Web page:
the intent of the parties. The City is not placing the Carlton property within the
Fourth Ward Historic Overlay Zone or subjecting it to the Fourth Ward Historic
Overlay Design Guidelines. There is nothing in the court order or Settlement
Agreement that precludes the Carlton property from being included in the Sector
Plan.
        ISSUE 2. It is asserted that there is no rational basis for the requirements
in the Sector Plan regarding setbacks, stepbacks, façade articulation, window
and door requirements, glass type, balconies, entries, vehicle ingress and
egress, off street parking and parking setback, usable open space, commercial
uses, parking lot and demolition.
        This claim does not appear to have merit. The argument for a lack of a
rational basis is based on a claim of denial substantive due process. Substantive
due process requires that government action be rationally related to a legitimate
government interest. Schafer v. City of New Orleans, 743 F.2d 1086, 1089 (5th
Cir.1984). Only if such government action is "clearly arbitrary and unreasonable,
having no substantial relation to the public health, safety, morals, or general
welfare," may it be declared unconstitutional. Village of Euclid v. Ambler Realty
Co., 272 U.S. 365, 395, 47 S.Ct. 114, 121, 71 L.Ed. 303 (1926).
        The requirements imposed by the Sector Plan that are objected to by Ms.
Carlton have to do both with preserving the value of property in the neighborhood
and with aesthetics. There may be other reasons.
         The first United States Supreme Court case to address aesthetics as a
valid consideration for exercise of a municipality's police power was Berman v.
Parker, 348 U.S. 26, 75 S.Ct. 98, 99 L.Ed. 27 (1954). In upholding a
municipality's exercise of eminent domain to remove slum areas, the Court
stated:”The concept of the public welfare is broad and inclusive…The values it
represents are spiritual as well as physical, aesthetic as well as monetary…It is
within the power of the legislature to determine that the community should bet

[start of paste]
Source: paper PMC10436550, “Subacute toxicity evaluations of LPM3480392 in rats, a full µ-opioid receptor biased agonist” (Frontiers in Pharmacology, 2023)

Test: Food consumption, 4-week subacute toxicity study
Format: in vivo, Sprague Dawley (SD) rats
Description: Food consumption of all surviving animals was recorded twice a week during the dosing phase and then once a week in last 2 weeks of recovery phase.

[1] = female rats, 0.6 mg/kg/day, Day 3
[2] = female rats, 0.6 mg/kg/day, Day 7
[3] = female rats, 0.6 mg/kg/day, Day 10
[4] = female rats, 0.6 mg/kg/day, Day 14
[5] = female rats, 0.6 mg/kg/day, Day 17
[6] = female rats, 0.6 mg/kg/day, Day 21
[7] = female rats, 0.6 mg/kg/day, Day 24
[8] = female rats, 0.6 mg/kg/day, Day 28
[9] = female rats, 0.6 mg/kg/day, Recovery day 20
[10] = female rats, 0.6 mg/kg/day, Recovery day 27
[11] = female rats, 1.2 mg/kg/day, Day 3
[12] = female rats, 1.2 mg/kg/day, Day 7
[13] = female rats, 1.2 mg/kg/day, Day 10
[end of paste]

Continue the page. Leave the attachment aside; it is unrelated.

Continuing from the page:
beautiful as well as healthy, spacious as well as clean, well-balanced as well as
carefully patrolled.” In Temple Baptist Church, Inc., v. City of Albuquerque, 98
N.M. 138, 144, 646 P.2d 565, 561 (1982) the New Mexico Supreme Court upheld
the right of the City of Albuquerque to adopt an ordinance based on aesthetics.
         There still must be some basis for the City to justify that the regulations
that are imposed are beneficial either from an aesthetic standpoint or to improve
the financial condition of the community. That is an issue best left to planning
staff. It need not be explained at this time.
         Ms. Carlton is correct in pointing out that in City of Santa Fe v. Gamble-
Skogmo, Inc., 73 N.M. 410, 389 P.2d 13 (1964) the New Mexico Supreme Court
upheld the City of Santa Fe’s power to limit the size of panes of glass. The
important point from that case is not that small windows are somehow preferred
but that the regulation of window size is within the City’s power as a means of
protecting the general welfare of the community. That court also noted that such
regulation was also within the City’s power as it helped to protect property
values.
         ISSUE 3. It is asserted that in order to downzone property the zone
change must be justified by either a “change in the surrounding community or a
mistake in the original zoning.” The quoted language comes from Albuquerque
Commons Partnership v. City Council of the City of Albuquerque, 144 NM 99,
184 P.3d 411, 2008 NMSC 25. Ms. Carlton asserts without explanation that this